Prada, AW/1991-2, by Peter Lindbergh. This dress is like an enveloping dress coat, but also like a comforting duvet. Elements of both mean, for me, that the model is straddling the public/home image of herself as a woman.
Prada, SS/1994, by Peter Lindbergh. White clothing in summer is a no-brainer, but here it's got that Picnic at Hanging Rock feeling. The model (Christy Turlington) is mysterious and has a severe and potentially Gothic edge - school shoes and tights in the wrong season, and that edgy haircut, make for an unsettling but captivating vibe. She's off on an adventure and she's taking you with her.
Dolce & Gabbana, AW/1987-8, by Ferdinando Scianna. The everywoman of the Italian village suddenly becomes a star in her own right. She exudes grace, even in her dusty and bare surroundings.
Dolce & Gabbana, SS/1988, by Ferdinando Scianna. Is this woman in her own grand house, or is she exploring a palatial setting and pretending she rules it all? There's a definite fairytale feeling to this, and I love it.
Dolce & Gabbana, SS/1988 (cropped), by Ferdinando Scianna. Whilst one man pretends not to be looking, the other two are unashamedly staring at her. She can feel they're watching but she doesn't care - she's out of their league.
[All images taken from the Masters of Style booklet, complimentary with entry to the exhibition at Somerset House, London. I have reproduced these images to describe them fully, as you can't take photographs in the exhibition space itself].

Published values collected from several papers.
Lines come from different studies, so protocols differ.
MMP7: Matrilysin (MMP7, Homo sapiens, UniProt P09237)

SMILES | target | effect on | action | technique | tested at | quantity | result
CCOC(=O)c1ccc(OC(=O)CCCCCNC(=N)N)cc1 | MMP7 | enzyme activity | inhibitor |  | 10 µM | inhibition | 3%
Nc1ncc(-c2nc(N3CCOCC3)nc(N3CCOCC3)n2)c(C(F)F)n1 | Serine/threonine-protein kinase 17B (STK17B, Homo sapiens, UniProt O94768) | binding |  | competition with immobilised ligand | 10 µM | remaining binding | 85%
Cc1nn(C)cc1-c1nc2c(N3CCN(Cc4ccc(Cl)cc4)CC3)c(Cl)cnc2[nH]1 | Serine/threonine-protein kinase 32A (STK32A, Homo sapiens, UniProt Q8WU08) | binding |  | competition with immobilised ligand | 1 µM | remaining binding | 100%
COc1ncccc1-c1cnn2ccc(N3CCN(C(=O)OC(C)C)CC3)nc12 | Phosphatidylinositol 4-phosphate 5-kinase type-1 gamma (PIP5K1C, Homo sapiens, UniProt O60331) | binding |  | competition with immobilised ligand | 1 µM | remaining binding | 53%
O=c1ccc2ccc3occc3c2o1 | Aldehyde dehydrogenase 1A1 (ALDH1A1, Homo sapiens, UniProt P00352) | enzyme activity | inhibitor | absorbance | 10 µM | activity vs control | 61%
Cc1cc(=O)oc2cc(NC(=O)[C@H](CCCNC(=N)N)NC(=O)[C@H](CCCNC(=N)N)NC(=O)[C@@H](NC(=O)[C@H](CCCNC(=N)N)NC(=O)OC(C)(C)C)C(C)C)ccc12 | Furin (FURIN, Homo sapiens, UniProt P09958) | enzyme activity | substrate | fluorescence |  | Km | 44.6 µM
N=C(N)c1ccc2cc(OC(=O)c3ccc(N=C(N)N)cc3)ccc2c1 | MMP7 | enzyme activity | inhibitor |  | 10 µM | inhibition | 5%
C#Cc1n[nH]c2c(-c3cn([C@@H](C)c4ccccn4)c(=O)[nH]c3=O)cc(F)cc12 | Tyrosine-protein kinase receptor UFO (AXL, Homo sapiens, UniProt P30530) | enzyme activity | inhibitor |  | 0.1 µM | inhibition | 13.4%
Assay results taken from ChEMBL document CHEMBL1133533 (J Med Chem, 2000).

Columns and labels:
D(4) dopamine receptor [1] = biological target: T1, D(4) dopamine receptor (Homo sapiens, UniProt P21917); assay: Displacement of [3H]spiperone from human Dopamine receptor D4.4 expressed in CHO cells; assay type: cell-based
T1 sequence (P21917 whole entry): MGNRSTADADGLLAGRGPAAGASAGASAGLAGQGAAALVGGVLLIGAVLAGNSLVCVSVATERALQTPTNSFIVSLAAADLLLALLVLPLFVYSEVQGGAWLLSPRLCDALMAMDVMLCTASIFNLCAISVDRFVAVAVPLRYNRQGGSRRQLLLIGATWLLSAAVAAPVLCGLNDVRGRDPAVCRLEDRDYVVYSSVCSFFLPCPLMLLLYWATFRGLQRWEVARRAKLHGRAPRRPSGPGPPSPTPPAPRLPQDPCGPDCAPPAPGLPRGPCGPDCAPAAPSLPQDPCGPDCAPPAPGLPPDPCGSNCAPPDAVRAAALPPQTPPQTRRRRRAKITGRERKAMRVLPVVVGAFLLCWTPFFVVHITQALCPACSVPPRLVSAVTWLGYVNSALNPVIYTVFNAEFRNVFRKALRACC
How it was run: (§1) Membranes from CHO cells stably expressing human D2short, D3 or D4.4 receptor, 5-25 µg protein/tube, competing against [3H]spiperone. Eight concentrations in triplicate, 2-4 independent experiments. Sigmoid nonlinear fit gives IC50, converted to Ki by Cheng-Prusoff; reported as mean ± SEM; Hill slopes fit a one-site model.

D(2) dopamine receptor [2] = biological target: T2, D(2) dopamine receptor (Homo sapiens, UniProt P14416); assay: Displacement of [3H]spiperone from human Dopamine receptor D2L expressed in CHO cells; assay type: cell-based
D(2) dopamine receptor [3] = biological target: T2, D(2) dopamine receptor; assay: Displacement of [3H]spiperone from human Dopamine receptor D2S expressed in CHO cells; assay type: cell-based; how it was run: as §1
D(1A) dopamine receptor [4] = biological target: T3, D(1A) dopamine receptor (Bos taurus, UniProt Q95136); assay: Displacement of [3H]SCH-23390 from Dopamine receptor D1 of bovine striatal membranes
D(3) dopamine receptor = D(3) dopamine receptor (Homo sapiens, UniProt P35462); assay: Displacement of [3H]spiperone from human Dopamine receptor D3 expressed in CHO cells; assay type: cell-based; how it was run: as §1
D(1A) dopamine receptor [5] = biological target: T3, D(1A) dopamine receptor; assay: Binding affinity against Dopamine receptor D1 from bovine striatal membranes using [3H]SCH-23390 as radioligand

Somerset House chose to produce a tribute to some of the biggest Italian fashion houses with this new display of their official photographs and adverts throughout the years. Curated by the fantastic Colin McDowell and created with the vision of Carmody Groarke, it's full of sumptuous imagery that will remind you just why these brands have stood the test of time. You can now even buy shares in Prada, though a single one will cost you nearly as much as a piece from their latest collection, because it's all about the whole Prada experience. With loyal customers around the world, and a creative vision that will draw you in, it's hard to argue with them. Seeing this exhibition has proved beyond doubt, in my opinion, that fashion is art.
One thing that blew me away in this exhibition was the way that the gaze was used in an empowering, and not exploitative way, to make the fashion models project a positive message: it's okay to want to look good. It's also okay to want to dress up, to make an effort and really push the boat out. It doesn't matter if nobody's watching, or if your onlookers do not approve. You can flaunt what you've got, and don't let anybody tell you otherwise.
I loved this show and I will be blogging about it again soon. The staff were really friendly and helpful, especially as my cousin (who visited with me) had lost her wallet. I would thoroughly recommend seeing this exhibition as it's a great insight into Italian fashion and the power of advertising.